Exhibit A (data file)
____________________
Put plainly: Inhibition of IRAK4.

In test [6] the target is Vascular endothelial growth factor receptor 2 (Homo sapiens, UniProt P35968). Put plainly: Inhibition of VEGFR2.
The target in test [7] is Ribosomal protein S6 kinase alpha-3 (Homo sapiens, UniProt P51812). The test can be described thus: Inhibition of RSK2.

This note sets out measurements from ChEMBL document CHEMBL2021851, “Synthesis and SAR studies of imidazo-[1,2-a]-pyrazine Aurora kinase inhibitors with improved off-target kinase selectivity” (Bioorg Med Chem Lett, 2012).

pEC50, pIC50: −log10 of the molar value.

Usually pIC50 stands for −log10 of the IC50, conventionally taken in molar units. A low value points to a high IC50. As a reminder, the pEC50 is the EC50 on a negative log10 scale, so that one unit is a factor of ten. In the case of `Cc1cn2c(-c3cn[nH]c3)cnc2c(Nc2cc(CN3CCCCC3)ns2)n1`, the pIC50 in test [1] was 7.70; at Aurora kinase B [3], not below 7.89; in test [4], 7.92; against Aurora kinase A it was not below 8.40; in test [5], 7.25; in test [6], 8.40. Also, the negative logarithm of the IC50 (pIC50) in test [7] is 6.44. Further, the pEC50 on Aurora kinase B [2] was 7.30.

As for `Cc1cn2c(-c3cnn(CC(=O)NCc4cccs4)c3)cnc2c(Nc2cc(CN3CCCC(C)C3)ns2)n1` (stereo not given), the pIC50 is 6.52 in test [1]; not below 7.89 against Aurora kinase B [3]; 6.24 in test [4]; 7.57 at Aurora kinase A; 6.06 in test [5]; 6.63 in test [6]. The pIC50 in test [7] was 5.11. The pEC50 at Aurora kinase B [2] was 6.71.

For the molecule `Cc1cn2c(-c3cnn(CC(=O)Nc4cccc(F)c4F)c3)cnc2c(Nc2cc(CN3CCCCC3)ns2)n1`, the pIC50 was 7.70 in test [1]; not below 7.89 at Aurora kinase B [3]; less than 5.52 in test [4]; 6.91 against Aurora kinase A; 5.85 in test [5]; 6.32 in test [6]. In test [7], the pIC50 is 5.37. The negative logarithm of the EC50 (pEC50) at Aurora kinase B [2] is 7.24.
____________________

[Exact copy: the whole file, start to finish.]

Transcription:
Put plainly: Inhibition of IRAK4.

In test [6] the target is Vascular endothelial growth factor receptor 2 (Homo sapiens, UniProt P35968). Put plainly: Inhibition of VEGFR2.
The target in test [7] is Ribosomal protein S6 kinase alpha-3 (Homo sapiens, UniProt P51812). The test can be described thus: Inhibition of RSK2.

This note sets out measurements from ChEMBL document CHEMBL2021851, “Synthesis and SAR studies of imidazo-[1,2-a]-pyrazine Aurora kinase inhibitors with improved off-target kinase selectivity” (Bioorg Med Chem Lett, 2012).

pEC50, pIC50: −log10 of the molar value.

Usually pIC50 stands for −log10 of the IC50, conventionally taken in molar units. A low value points to a high IC50. As a reminder, the pEC50 is the EC50 on a negative log10 scale, so that one unit is a factor of ten. In the case of `Cc1cn2c(-c3cn[nH]c3)cnc2c(Nc2cc(CN3CCCCC3)ns2)n1`, the pIC50 in test [1] was 7.70; at Aurora kinase B [3], not below 7.89; in test [4], 7.92; against Aurora kinase A it was not below 8.40; in test [5], 7.25; in test [6], 8.40. Also, the negative logarithm of the IC50 (pIC50) in test [7] is 6.44. Further, the pEC50 on Aurora kinase B [2] was 7.30.

As for `Cc1cn2c(-c3cnn(CC(=O)NCc4cccs4)c3)cnc2c(Nc2cc(CN3CCCC(C)C3)ns2)n1` (stereo not given), the pIC50 is 6.52 in test [1]; not below 7.89 against Aurora kinase B [3]; 6.24 in test [4]; 7.57 at Aurora kinase A; 6.06 in test [5]; 6.63 in test [6]. The pIC50 in test [7] was 5.11. The pEC50 at Aurora kinase B [2] was 6.71.

For the molecule `Cc1cn2c(-c3cnn(CC(=O)Nc4cccc(F)c4F)c3)cnc2c(Nc2cc(CN3CCCCC3)ns2)n1`, the pIC50 was 7.70 in test [1]; not below 7.89 at Aurora kinase B [3]; less than 5.52 in test [4]; 6.91 against Aurora kinase A; 5.85 in test [5]; 6.32 in test [6]. In test [7], the pIC50 is 5.37. The negative logarithm of the EC50 (pEC50) at Aurora kinase B [2] is 7.24.